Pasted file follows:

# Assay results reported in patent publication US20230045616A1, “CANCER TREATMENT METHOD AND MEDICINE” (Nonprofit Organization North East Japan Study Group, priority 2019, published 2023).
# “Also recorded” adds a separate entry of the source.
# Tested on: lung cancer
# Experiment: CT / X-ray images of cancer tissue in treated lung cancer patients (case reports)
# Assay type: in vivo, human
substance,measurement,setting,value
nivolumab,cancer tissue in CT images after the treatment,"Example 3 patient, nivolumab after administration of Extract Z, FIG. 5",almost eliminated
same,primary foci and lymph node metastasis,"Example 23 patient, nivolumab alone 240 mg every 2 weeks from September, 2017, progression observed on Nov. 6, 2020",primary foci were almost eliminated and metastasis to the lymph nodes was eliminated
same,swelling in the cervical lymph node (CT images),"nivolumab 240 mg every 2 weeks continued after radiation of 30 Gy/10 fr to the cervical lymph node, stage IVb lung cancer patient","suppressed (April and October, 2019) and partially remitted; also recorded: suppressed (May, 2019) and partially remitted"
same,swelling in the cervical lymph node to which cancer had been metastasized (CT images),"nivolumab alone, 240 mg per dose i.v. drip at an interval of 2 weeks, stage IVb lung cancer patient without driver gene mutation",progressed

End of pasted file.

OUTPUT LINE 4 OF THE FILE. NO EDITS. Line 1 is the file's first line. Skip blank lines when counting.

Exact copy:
# Experiment: CT / X-ray images of cancer tissue in treated lung cancer patients (case reports)